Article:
Two vie for supervisor’s position in town of Broadalbin

BROADALBIN – Challenger Thomas Christopher is running against incumbent Joseph DiGiacomo for the town supervisor position.

In the Republican primaries in September, Christopher beat DiGiacomo by a 292-179 count, according to the Fulton County Board of Elections.

Christopher’s name will be on both the Republican and the independent Patriot Party lines in the Nov. 5 general election.

DiGiacomo will be on the Conservative line in the election.

DiGiacomo, who was elected as the town supervisor in 2009, previously served as the deputy supervisor from 2002 to 2009. He became a town councilman in 2000. DiGiacomo owns Midnight Oil in Broadalbin.

DiGiacomo said one of his goals, if re-elected, would be to redesign the town’s website to allow for more use.

“Anything you can do at the town hall, you can do online,” DiGiacomo said.

DiGiacomo said he wants to look into building a new town highway garage down the road from the current one. According to DiGiacomo, the current garage is in poor condition. However, DiGiacomo said a project like that may need to wait.

DiGiacomo said he also wants to repair the current tumultuous relationship between the Town Board and town Highway Superintendent Lance Winney.

“I’ve always been open to fixing whatever problems seem to be there,” DiGiacomo said.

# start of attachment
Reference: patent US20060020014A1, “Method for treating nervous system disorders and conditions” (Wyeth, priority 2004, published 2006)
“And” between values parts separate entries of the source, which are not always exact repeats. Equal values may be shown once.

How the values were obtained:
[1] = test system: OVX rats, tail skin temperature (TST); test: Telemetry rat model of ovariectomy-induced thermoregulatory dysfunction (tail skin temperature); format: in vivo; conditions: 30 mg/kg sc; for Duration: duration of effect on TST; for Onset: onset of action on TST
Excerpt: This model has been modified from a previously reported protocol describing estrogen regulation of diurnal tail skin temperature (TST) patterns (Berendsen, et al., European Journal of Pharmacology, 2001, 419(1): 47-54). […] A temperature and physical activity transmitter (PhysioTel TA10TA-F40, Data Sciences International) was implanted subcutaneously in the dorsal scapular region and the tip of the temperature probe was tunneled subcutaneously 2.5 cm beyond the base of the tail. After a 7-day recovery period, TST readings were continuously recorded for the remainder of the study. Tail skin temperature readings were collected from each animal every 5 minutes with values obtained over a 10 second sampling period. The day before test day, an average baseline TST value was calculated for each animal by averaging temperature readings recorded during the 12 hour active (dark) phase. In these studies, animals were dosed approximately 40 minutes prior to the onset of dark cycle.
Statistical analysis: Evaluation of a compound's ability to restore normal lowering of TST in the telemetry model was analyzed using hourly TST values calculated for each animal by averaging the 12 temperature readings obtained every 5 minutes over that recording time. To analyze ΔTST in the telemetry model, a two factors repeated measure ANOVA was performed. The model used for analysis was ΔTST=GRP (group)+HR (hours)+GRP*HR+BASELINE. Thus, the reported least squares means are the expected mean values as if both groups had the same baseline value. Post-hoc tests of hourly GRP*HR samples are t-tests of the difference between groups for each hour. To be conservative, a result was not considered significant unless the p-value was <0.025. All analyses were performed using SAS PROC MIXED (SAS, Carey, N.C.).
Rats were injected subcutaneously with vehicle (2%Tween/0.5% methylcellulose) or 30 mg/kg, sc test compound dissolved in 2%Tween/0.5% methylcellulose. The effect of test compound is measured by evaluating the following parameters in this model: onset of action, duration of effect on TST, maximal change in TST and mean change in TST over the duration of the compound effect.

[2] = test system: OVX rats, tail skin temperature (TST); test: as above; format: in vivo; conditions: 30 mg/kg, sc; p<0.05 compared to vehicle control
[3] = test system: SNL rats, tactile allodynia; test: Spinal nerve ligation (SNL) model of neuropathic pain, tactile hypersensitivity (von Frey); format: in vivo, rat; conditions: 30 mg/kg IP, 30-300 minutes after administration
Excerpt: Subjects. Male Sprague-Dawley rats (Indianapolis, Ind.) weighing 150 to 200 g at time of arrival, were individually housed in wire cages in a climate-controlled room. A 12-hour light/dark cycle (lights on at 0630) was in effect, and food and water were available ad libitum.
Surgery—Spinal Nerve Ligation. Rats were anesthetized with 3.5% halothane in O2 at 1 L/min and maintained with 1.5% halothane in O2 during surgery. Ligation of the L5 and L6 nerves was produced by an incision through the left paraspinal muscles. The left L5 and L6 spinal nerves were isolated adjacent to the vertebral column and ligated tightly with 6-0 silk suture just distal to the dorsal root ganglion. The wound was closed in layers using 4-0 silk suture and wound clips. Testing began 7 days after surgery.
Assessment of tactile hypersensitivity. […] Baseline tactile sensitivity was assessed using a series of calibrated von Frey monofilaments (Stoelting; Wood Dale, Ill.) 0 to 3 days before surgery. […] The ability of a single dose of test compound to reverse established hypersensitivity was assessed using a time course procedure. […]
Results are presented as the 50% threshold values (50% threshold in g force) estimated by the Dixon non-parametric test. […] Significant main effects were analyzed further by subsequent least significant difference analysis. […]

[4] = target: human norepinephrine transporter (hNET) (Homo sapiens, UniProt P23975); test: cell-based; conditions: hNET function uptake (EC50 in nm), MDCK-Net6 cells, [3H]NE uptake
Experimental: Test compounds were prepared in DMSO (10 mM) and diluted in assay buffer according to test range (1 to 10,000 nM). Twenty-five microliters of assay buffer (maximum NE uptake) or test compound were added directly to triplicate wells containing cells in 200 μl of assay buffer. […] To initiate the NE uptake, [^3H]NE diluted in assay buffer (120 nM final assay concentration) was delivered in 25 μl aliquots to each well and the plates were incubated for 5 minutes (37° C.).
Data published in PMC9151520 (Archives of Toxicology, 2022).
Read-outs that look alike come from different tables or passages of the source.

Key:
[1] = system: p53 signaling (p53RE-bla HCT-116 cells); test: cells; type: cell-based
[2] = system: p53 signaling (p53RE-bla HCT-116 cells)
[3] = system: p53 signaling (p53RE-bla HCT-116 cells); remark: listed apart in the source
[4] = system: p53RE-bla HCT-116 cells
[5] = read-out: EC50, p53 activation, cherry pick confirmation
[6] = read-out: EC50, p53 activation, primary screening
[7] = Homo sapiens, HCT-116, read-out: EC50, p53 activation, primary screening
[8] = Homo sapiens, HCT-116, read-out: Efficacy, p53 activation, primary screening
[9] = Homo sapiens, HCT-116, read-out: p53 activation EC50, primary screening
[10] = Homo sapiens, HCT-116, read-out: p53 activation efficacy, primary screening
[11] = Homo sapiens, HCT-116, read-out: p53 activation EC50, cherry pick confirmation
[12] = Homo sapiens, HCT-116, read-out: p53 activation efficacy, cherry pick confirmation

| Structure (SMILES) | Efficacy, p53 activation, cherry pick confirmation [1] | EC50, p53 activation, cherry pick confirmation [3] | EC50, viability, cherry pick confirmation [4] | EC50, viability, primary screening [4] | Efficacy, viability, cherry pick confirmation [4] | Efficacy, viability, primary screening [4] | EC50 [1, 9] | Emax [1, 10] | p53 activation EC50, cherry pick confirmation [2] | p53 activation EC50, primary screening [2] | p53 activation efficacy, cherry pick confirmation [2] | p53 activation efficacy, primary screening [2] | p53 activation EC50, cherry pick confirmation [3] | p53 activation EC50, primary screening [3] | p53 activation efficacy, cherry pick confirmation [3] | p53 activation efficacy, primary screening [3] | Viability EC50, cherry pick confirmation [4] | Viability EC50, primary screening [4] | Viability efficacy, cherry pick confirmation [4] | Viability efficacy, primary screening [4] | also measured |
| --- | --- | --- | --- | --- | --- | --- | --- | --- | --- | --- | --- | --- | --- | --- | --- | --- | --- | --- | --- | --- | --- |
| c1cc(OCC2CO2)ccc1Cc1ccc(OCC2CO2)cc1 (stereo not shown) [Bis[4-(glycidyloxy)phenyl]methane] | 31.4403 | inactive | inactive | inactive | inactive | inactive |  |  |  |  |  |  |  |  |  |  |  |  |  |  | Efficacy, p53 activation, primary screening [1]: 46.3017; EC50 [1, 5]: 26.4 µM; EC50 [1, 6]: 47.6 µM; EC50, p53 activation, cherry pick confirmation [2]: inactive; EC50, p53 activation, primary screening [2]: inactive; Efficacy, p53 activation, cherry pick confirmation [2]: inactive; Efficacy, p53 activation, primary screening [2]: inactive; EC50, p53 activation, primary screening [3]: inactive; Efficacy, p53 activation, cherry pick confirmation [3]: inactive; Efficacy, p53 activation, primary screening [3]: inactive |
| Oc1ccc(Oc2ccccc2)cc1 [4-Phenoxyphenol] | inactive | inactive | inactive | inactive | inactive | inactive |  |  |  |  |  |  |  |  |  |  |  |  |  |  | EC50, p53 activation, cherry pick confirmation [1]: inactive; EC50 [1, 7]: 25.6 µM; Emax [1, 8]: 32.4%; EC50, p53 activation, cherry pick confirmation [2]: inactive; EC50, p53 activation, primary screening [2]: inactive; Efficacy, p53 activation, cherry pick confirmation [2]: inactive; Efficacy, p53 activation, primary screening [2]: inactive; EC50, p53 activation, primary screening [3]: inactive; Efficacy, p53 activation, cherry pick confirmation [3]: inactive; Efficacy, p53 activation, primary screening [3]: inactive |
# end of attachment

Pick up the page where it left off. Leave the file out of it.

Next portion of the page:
DiGiacomo said he would look at zoning issues in the town if re-elected.

The town has no zoning code. Town officials review project proposals.

“We talked about some kind of lake zoning,” DiGiacomo said. “It is a tough situation, it really is.”

DiGiacomo said if he were to see a code put into place, he would want the code to be flexible. DiGiacomo said the town would need to be open to business, but he said he understands officials need to address the concerns of the public.

“If we were going to bring some kind of businesses to the area, we

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would need to handle it issue by issue,” DiGiacomo said.

Christopher, 61, served for 36 years in the U.S. Postal Service. Before retiring in 2010, he served as the postmaster in Gloversville for 16 years.

Christopher said he is positive going into the November election.

“Well, I have gotten a great deal of positive responses from the community,” Christopher said.

Christopher said one of his biggest goals is to get a cooperative government in place.

“As a former postmaster, I have gone through extensive training [with team building],” Christopher said.

His goal is to make sure everyone in town government knows his or her positions and goals, and strives to benefit the town.

“It has to be much more communicative and more cooperative,” Christopher said of town government.

Christopher said he hopes to help keep the Town Board informed about issues before he asks members to vote on them.

“It has to open up so everybody can vote as an informed person,” Christopher said.

Christopher said, while the town garage is in disrepair, he would need to look at the problem before voting to repair or rebuild it.

“There has to be a little bit of research,” Christopher said.

Christopher said he wants to promote the county as a region for businesses to come to.

According to Christopher, Fulton County is in a good position to bring in industries such as nanotechnology.

“We should really do our homework and be prepared for it,” Christopher said.

The position has a term of four years and carries a salary of $11,300 per year from the town and $7,500 from Fulton County.